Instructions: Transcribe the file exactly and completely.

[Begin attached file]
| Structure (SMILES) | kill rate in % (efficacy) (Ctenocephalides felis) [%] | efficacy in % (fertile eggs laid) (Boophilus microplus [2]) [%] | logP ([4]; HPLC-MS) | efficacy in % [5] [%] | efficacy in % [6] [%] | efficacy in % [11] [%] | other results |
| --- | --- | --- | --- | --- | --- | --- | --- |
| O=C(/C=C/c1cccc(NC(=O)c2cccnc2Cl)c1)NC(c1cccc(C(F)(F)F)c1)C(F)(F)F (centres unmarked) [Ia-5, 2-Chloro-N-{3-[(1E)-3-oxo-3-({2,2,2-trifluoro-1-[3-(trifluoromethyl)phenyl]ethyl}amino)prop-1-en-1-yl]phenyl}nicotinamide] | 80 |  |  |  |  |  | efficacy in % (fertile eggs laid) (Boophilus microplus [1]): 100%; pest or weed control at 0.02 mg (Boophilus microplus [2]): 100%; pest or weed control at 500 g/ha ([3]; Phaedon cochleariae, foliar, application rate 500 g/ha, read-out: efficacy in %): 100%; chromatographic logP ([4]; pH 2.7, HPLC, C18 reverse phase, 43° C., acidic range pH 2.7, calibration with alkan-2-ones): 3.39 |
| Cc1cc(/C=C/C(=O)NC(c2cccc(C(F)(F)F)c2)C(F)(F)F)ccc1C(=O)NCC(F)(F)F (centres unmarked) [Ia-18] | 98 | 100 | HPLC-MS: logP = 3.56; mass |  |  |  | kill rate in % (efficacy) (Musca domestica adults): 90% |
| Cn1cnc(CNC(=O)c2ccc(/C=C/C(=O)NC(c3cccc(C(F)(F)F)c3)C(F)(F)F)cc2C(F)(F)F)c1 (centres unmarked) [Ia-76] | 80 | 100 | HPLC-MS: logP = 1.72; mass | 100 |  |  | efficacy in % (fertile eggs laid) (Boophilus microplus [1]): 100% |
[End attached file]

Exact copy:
| Structure (SMILES) | kill rate in % (efficacy) (Ctenocephalides felis) [%] | efficacy in % (fertile eggs laid) (Boophilus microplus [2]) [%] | logP ([4]; HPLC-MS) | efficacy in % [5] [%] | efficacy in % [6] [%] | efficacy in % [11] [%] | other results |
| --- | --- | --- | --- | --- | --- | --- | --- |
| O=C(/C=C/c1cccc(NC(=O)c2cccnc2Cl)c1)NC(c1cccc(C(F)(F)F)c1)C(F)(F)F (centres unmarked) [Ia-5, 2-Chloro-N-{3-[(1E)-3-oxo-3-({2,2,2-trifluoro-1-[3-(trifluoromethyl)phenyl]ethyl}amino)prop-1-en-1-yl]phenyl}nicotinamide] | 80 |  |  |  |  |  | efficacy in % (fertile eggs laid) (Boophilus microplus [1]): 100%; pest or weed control at 0.02 mg (Boophilus microplus [2]): 100%; pest or weed control at 500 g/ha ([3]; Phaedon cochleariae, foliar, application rate 500 g/ha, read-out: efficacy in %): 100%; chromatographic logP ([4]; pH 2.7, HPLC, C18 reverse phase, 43° C., acidic range pH 2.7, calibration with alkan-2-ones): 3.39 |
| Cc1cc(/C=C/C(=O)NC(c2cccc(C(F)(F)F)c2)C(F)(F)F)ccc1C(=O)NCC(F)(F)F (centres unmarked) [Ia-18] | 98 | 100 | HPLC-MS: logP = 3.56; mass |  |  |  | kill rate in % (efficacy) (Musca domestica adults): 90% |
| Cn1cnc(CNC(=O)c2ccc(/C=C/C(=O)NC(c3cccc(C(F)(F)F)c3)C(F)(F)F)cc2C(F)(F)F)c1 (centres unmarked) [Ia-76] | 80 | 100 | HPLC-MS: logP = 1.72; mass | 100 |  |  | efficacy in % (fertile eggs laid) (Boophilus microplus [1]): 100% |